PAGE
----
HLA antigens in severe pre-eclampsia.
Redman CW., Bodmer JG., Bodmer WF., Beilin LJ., Bonnar J.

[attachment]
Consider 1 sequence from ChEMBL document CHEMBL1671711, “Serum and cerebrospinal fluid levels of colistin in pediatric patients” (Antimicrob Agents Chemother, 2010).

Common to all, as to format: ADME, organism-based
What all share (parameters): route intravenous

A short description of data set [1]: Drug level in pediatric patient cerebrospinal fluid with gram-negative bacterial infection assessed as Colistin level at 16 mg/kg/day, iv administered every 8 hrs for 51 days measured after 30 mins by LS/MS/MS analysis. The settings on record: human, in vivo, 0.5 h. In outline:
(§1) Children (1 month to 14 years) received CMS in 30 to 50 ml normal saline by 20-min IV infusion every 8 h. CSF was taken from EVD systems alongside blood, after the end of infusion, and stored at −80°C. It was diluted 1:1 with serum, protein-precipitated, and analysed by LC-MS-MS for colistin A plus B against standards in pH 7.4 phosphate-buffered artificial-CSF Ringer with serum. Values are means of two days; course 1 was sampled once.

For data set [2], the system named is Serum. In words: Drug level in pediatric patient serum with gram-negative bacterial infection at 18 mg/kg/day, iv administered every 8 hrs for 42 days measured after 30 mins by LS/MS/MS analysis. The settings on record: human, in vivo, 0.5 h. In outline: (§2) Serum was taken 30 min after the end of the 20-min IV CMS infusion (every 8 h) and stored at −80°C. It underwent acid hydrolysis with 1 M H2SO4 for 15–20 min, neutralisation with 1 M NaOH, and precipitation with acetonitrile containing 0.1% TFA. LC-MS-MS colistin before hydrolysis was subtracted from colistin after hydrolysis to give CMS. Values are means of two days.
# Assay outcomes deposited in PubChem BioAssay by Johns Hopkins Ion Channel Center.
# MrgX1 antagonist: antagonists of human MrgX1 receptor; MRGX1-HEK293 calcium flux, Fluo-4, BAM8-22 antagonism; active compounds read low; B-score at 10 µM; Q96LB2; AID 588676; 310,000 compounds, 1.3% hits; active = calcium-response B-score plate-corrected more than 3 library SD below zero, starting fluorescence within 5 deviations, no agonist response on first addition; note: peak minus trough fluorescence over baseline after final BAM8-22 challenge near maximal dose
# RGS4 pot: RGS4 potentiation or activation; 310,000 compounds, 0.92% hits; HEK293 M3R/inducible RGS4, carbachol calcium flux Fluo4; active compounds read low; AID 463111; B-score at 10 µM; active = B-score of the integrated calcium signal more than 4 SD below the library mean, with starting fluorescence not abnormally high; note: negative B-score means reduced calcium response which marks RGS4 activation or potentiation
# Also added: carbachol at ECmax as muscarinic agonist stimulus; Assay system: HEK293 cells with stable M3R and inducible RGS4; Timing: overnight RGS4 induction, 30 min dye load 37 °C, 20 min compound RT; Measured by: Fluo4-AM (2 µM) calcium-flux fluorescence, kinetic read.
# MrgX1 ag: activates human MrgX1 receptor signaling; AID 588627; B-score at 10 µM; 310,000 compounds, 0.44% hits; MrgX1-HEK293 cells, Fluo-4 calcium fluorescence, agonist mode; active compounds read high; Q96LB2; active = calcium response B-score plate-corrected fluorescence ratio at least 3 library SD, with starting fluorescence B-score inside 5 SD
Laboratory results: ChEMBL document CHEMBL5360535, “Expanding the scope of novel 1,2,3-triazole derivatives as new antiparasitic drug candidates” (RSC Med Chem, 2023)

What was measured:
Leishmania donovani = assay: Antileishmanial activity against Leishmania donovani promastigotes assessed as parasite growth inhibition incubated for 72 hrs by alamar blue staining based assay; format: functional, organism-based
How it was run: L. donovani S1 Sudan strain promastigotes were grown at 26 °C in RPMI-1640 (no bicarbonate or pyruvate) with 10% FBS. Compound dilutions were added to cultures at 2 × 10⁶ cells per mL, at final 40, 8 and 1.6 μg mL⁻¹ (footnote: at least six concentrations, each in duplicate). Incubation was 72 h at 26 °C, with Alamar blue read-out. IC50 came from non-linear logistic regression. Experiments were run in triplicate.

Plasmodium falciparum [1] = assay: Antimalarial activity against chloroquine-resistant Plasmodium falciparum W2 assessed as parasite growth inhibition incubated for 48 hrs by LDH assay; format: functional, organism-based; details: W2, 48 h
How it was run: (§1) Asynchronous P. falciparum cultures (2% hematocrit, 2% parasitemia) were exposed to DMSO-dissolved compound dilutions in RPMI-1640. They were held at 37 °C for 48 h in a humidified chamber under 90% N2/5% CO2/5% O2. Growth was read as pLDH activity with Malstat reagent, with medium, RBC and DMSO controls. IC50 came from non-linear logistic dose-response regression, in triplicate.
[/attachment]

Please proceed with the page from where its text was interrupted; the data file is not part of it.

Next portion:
When the HLA types of 80 pre-eclamptic women and their husbands and 83 control couples were compared significantly more pre-eclamptic women had only one identifiable HLA B antigen, and were presumed to be homozygous at this locus. Those who were homozygous for HLA B were more likely to be homozygous for HLA A as well, and more likely to be homozygous for HLA A as well, and to have more severe pre-eclampsia. There was neither increased HLA incompatibility nor greater antigen-sharing between pre-eclamptic women and their husbands, but maternal HLA A and B homozygosity reduced the number of antigenic disparities between pre-eclamptic women and their husbands. The data are consistent with the hypothesis that maternal recessive immune-response genes may contribute to the development of pre-eclampsia. Alternatively maternal HLA homozygosity may predispose to fetal changes comparable to runting.